3 THE INTERNATIONAL ENERGY AGENCY IMPLEMENTING AGREEMENT FOR HYDROPOWER TECHNOLOGIES AND PROGRAMMES SURVEY OF EXISTING GUIDELINES, LEGISLATIVE FRAMEWORK AND STANDARD PROCEDURES FOR EIA OF HYDROPOWER PROJECTS The views presented in this report do not necessarily represent the views of the International Energy Agency, nor the governments represented therein. May 2000

4 OTHER TECHNICAL REPORTS IN THIS SERIES HYDRO POWER UPGRADING TASK FORCE (ANNEX 1) Guidelines on Methodology for Hydroelectric Turbine Upgrading by Runner Replacement 1998 (available to non-participants at a cost of US $ 1,000 per copy) Guidelines on Methodology for the Upgrading of Hydroelectric Generators to be completed in May Guidelines on Methodology for the Upgrading of Hydropower Control Systems to be completed in SMALL SCALE HYDRO POWER TASK FORCE (ANNEX 2) Small Scale Hydro Assessment Methodologies to be completed in May 2000 (available to nonparticipants on request) Research and Development Priorities for Small Scale Hydro Projects to be completed in May 2000 (available to non-participants on request) Financing Options for Small Scale Hydro Projects to be completed in May 2000 (available to non-participants on request) Global database on small hydro sites available on the Internet at: ENVIRONMENT TASK FORCE (ANNEX 3) Survey of the environmental and social impacts and the effectiveness of mitigation measures in hydropower development 2000 (available to non-participants on request) Environmental comparison between hydropower and other energy sources for electricity generation 2000 (available to non-participants on request) Survey of existing guidelines, legislative framework and standard procedures for environmental impact assessment related to hydropower development 2000 (available to non-participants on request) Present Context and Guidelines for Future Action Volume 1:Summary and Recommendations Volume 2:Main Report Volume 3:Appendices 2000 (available to non-participants on request)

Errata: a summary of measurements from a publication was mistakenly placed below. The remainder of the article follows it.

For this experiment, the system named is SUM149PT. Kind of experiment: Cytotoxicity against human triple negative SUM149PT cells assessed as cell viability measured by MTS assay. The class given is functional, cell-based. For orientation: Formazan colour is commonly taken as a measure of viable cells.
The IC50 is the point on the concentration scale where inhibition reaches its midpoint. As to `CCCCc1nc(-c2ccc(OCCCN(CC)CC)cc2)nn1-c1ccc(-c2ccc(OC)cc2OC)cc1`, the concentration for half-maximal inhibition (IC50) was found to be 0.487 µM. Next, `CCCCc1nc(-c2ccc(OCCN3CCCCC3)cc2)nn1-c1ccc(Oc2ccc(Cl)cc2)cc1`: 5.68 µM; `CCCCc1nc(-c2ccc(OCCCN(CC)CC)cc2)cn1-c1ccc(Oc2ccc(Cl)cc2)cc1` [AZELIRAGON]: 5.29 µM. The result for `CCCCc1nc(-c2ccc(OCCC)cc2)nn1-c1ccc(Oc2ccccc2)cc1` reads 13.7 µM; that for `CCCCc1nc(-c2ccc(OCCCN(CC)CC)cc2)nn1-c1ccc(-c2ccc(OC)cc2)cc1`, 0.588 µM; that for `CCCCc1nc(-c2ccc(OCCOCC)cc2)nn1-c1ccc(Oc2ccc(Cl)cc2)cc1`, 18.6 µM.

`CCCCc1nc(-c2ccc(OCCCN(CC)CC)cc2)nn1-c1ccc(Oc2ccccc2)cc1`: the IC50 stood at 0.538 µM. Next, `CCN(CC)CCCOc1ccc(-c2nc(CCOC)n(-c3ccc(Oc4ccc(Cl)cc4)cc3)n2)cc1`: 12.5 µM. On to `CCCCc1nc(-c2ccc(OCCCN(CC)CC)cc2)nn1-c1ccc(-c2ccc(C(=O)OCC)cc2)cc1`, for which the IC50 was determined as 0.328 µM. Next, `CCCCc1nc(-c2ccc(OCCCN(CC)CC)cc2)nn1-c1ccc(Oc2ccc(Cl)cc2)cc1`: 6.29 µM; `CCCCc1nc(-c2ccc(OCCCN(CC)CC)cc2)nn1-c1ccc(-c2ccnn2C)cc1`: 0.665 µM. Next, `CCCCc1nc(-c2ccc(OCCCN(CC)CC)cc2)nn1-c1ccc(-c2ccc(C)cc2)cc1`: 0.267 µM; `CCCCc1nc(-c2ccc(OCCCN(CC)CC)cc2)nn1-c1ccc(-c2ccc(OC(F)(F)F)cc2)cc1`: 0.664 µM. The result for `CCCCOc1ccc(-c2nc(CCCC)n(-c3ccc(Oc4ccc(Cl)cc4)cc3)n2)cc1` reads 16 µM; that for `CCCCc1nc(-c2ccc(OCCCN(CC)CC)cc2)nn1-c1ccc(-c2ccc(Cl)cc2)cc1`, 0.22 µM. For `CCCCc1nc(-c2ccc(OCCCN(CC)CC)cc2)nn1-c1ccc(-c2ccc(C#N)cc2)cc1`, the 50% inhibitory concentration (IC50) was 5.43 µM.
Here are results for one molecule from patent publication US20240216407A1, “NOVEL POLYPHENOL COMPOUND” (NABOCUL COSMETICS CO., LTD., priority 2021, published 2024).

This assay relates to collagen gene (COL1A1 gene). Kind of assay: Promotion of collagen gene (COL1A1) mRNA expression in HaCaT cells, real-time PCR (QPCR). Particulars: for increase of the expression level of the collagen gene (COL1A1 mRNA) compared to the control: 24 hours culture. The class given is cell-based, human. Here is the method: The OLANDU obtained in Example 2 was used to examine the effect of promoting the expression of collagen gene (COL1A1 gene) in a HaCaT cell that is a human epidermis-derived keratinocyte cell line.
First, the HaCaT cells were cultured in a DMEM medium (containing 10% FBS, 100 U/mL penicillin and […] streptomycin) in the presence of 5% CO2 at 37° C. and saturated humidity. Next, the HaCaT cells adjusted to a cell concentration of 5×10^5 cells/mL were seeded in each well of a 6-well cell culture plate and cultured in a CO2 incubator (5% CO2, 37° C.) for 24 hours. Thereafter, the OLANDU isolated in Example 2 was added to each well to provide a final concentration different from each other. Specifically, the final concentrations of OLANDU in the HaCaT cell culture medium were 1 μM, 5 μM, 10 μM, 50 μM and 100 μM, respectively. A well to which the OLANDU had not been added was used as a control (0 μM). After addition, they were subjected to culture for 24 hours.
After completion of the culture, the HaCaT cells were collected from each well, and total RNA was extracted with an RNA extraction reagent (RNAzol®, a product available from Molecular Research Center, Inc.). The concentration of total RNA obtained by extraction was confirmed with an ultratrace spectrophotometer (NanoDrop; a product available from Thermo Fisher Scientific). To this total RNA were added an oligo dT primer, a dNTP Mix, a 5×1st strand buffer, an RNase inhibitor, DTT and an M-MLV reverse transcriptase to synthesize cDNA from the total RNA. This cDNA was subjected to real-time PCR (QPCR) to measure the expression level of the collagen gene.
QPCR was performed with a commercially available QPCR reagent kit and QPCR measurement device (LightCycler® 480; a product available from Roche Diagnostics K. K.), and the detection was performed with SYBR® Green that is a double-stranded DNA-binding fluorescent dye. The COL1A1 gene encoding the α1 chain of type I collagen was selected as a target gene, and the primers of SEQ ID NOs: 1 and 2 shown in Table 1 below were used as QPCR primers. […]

5 Effectiveness of Mitigation Measures 2000 (available to non-participants on request) EDUCATION AND TRAINING TASK FORCE (ANNEX 5) (All of the following reports are available on the Internet at Some reports may consist of more than one volume.) Summary of Results of the Survey of Current Education and Training Practices in Operation and Maintenance 1998 (available to non-participants on request) Development of Recommendations and Methods for Education and Training in Hydropower Operation and Maintenance (available to non-participants on request) Survey of Current Education and Training Practice in Hydropower Planning 1998 (available to non-participants on request) Structuring of Education and Training Programmes in Hydropower Planning, and Recommendations on Teaching Material and Reference Literature (available to non-participants on request) Guidelines for Creation of Digital Lectures 2000 (available to non-participants on request) Evaluation of tests Internet Based Distance Learning 2000 (available to non-participants on request) BROCHURE A brochure for the general public is available. It is entitled Hydropower a Key to Prosperity in the Growing World, and can be found on the Internet ( or it can be obtained from the Secretary (address on the inside back cover).